White press doesn't believe it what else is new?

History: Many crimes have been committed against blacks in America, and the press hasn't always believed reports of them, either.

November 24, 1996|By Dick Gregory

The Central Intelligence Agency should be abolished because of this deadly crack incident, and let me tell you why. It has nothing to do with whether the CIA brought crack into the country. The CIA with its multibillion-dollar budget was created to protect us from foreign threats. The agency should have known that Nicaraguans were in our communities selling drugs and it should have told us.

If I hire a security agency to guard my house and protect my family and someone breaks into my house undetected, I would hold the agency responsible because it did not live up to the job. So I have the right to fire them. The same is true with the CIA.

Meanwhile, the major white press continues to ignore the possibility that the CIA knew the Nicaraguans were raising money by selling drugs in black communities. The New York Times, Washington Post and other members of the white press have suggested that the San Jose Mercury News had no real proof that the CIA may have played a role in introducing crack cocaine. Should we be surprised about this attitude of doubt from the white press?

Absolutely not.

We also should not be surprised by the community support and the support from the black press, and black talk radio, which are committed to not lying down in silence.

It is time the world recognizes that black folks as well as all decent Americans will not accept the destruction of the black family, and we will not rest until justice is served. Even though some in the white press attempted to discredit the Mercury News' crack cocaine story, that has not kept the story from being a regular topic on black radio programs and daily discussions among blacks.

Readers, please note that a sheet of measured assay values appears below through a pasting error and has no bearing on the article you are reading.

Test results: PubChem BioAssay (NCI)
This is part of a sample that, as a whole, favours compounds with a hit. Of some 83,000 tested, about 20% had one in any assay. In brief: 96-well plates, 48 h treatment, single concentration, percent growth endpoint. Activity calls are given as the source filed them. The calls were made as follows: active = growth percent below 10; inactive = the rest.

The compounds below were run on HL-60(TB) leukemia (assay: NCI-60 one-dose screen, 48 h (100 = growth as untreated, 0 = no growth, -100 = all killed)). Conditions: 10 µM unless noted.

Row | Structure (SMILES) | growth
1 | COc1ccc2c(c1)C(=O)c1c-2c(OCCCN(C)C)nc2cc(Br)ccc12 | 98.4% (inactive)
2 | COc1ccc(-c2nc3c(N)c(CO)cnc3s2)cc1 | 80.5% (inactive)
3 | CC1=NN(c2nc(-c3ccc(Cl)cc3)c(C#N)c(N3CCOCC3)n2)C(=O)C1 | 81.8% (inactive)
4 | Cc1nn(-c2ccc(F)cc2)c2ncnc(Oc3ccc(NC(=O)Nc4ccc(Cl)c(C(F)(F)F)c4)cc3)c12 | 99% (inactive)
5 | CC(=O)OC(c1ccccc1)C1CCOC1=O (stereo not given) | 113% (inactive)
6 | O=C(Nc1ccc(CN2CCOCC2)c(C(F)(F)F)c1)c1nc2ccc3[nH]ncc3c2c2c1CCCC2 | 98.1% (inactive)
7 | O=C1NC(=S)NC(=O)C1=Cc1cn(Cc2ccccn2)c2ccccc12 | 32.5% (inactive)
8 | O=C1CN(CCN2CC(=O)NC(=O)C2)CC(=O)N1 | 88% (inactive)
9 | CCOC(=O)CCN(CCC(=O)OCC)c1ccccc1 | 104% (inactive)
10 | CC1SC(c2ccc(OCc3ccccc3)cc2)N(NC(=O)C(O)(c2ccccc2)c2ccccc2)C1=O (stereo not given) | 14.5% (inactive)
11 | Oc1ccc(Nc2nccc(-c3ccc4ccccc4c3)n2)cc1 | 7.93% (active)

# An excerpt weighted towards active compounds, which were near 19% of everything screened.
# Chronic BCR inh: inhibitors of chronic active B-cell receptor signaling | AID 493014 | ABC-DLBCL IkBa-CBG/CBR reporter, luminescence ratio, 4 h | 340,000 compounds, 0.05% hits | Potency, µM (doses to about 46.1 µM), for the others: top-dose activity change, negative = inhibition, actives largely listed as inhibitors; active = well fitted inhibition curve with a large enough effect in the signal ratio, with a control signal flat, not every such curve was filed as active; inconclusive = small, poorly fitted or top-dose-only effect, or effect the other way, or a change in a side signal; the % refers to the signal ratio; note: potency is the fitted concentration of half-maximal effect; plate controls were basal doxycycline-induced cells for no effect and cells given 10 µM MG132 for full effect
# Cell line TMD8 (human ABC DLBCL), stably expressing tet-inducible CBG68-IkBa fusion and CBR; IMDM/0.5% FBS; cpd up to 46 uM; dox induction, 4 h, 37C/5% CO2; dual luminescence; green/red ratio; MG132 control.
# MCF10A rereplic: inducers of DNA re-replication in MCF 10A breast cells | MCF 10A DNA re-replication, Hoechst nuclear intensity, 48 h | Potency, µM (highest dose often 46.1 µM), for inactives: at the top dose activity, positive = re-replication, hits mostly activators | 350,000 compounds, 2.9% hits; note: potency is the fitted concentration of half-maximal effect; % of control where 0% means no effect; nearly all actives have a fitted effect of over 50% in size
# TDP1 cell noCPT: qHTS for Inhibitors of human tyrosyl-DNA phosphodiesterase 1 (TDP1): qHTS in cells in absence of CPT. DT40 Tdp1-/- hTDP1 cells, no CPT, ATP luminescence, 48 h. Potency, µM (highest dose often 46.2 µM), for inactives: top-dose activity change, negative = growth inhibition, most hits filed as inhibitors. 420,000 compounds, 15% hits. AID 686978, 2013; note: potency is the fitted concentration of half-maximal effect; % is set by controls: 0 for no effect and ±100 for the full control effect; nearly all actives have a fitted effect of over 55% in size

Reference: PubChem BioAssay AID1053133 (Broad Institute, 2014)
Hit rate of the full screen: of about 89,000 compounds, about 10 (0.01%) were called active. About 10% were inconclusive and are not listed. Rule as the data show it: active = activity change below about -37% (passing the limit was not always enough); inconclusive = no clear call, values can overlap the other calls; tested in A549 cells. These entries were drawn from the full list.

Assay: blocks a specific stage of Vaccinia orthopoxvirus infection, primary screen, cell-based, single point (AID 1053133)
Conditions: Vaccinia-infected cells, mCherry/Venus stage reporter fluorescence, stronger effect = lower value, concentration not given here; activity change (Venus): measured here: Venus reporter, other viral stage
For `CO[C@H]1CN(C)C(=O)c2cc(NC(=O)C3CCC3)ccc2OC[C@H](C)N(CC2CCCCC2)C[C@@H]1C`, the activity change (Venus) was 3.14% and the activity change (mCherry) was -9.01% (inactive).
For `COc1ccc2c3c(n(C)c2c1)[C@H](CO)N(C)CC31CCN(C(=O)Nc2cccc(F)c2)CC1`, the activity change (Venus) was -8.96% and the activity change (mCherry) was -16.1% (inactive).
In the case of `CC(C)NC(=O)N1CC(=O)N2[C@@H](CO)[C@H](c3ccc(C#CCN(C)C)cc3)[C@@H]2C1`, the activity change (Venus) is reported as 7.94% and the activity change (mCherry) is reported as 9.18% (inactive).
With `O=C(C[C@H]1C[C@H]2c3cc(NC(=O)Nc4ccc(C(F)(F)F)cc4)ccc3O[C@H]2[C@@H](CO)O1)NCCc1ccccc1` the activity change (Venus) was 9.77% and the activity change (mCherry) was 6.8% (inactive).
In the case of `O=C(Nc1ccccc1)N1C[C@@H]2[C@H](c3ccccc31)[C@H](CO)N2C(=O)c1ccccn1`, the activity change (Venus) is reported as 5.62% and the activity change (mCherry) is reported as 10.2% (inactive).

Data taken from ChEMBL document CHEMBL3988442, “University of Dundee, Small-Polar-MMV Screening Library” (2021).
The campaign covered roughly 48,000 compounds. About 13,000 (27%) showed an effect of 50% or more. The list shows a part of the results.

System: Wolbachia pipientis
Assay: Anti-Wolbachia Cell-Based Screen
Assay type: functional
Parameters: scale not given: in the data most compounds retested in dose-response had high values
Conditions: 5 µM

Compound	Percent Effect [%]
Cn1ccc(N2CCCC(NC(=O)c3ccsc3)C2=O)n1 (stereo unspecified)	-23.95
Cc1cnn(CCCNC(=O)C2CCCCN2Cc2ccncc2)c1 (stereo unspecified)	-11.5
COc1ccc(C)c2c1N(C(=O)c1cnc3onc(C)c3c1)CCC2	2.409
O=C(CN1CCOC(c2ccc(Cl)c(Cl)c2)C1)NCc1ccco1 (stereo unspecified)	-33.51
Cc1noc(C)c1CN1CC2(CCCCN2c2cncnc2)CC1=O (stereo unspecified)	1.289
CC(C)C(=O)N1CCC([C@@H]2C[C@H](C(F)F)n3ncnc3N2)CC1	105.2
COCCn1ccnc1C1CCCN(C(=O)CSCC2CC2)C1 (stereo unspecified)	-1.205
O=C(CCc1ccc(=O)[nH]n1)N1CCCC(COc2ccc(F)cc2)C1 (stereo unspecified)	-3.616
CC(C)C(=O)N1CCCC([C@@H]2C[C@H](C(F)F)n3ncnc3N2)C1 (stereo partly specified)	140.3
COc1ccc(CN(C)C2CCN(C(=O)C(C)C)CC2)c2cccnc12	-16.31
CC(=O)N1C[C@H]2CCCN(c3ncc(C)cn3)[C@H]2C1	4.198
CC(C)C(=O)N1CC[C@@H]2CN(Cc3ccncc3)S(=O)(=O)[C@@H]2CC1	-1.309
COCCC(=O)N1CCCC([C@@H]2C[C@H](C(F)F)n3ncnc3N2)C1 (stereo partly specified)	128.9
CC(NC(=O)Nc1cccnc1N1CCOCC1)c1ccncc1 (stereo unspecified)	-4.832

At one time, blacks were considered less than human by the U.S. Constitution. A chief justice of the Supreme Court once proclaimed that a black man had no rights that a white man was bound to respect.

In this century, blacks have been lynched. We know that the FBI spied on the Rev. Martin Luther King Jr. in an attempt to discredit him. There continue to be questionable police shootings of blacks that never seem to be prosecuted, and we must not forget about the experiment in Tuskegee, Ala., where the United States public health service - not the Ku Klux Klan or the White Citizen's Council - studied the effects of syphilis for nearly 30 years among 400 poor, black uneducated men without treating them.

It is in this light that me and other African-Americans may be

more willing than others to believe that the government played a role in introducing crack cocaine into the black community.

If you go back to the 1950s, the early days of the civil rights movement, the white press was not with us. Most of the major white press thought the March on Washington in 1963 was a bad idea. But we won without them.

In the 1960s, when predominantly white students protested the Vietnam War, the major white media was not with them. But they won anyway.

Now, we are looking at yet another major situation - of drugs being sold to our mothers, to our mothers-to-be, to our fathers and our children. And the white press is not with us, but seems to go out of its way to give credit to the CIA.

nTC The white press has discredited the San Jose Mercury News story and the people that have been on the front line fighting for justice.

It has had the audacity to accuse Joe Madison (a radio talk show host) and myself of being conspirators. The last time I checked, the white press also had reported that some white folks claimed they saw Elvis sitting on the corner eating a Big Mac.

Some in the white media have gone so far as to say that even if the CIA was involved in bringing crack into the black community, what about the personal responsibility of the people in the community?

Sixteen governors are suing the cigarette industry, and nobody is talking personal responsibility when it comes to people who smoke cigarettes and later get desperately ill.

It seems like when black folks fight for human rights, the rules change.

Dick Gregory is a humorist and social activist.

Pub Date: 11/24/96

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